3. Send a welcome email– One mistake that a lot of artists make when gathering email addresses at shows is getting the emails, and then failing to actually use them until much later. Your show subscribers aren’t likely to remember who you are and why you’re sending them email if your very first communication is weeks or even months after the event.
Solve that problem by sending a welcome email immediately or within a day or two after sign up. If you’re using an electronic sign up app like Mailchimp Subscribe, you can create a “Welcome” email that automatically greets new subscribers to your list. If you’re gathering email addresses through a paper sign up sheet, you’ll need to add all of your email addresses to your email list provider as soon as possible after then show…definitely within a day or two. Once you get them into your system, send each of your new subscribers a welcome email reminding them that they signed up for your list at the show.
Also, don’t use Outlook or Gmail to handle this process. Use an email list management service like Mailchimp (it’s free up to 2,000 subscribers) to handle your subscribers and to manage your emails.
If you do have a current email list, here’s a couple of things you can do to encourage more visitors and more sales:
1. Send a special show mailing– Send out a special show centered mailing to your list a few weeks before the show. Provide the details of the show, a link to the detailed show schedule you have on your website and/or blog, and links to any relevant stories you may have written about the show on your blog in the email. Don’t forget to include information about any incentives or show specials you’ll be offering and provide a link to any if you have a downloadable coupons you’re offering as well. You may even wish to drop a quick reminder email a day or two before the show.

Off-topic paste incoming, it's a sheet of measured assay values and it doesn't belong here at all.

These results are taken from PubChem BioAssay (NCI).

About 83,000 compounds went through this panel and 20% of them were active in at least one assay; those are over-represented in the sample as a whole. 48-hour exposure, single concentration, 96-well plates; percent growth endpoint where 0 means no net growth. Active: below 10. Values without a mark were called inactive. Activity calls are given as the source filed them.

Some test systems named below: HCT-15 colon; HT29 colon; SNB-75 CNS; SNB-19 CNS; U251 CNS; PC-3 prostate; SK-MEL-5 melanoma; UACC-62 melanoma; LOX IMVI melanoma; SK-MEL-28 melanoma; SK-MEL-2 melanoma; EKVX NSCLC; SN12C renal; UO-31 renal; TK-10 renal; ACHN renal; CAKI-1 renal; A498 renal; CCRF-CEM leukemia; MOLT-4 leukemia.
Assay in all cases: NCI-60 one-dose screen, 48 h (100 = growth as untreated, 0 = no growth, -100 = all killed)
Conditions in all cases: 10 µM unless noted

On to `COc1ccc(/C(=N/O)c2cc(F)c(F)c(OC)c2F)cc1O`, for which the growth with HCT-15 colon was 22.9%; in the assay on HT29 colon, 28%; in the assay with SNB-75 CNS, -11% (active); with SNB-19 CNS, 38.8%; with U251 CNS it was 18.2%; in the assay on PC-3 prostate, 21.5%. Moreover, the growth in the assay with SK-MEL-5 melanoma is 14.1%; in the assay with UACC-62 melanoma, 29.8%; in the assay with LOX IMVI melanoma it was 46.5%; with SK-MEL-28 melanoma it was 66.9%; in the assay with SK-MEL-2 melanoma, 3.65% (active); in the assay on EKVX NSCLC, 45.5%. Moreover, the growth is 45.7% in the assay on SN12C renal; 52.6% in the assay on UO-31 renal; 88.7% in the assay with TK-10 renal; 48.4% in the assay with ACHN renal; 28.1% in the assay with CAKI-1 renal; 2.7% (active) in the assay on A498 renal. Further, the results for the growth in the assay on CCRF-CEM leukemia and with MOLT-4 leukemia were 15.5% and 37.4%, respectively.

2. Follow up after the show– Sometimes the best sales come after the show is over. You may have someone who meant to come back to your booth but didn’t get the chance. Or perhaps someone is better able to buy something a couple weeks after the show. One way to encourage after show sales is by sending a follow up email to new show subscribers a couple days to a week or so after the show. Specifically target people that signed up for your list during the show, but didn’t purchase anything yet. You can offer an extension of your show special, or you can offer a time limited after show special specifically to your new subscribers.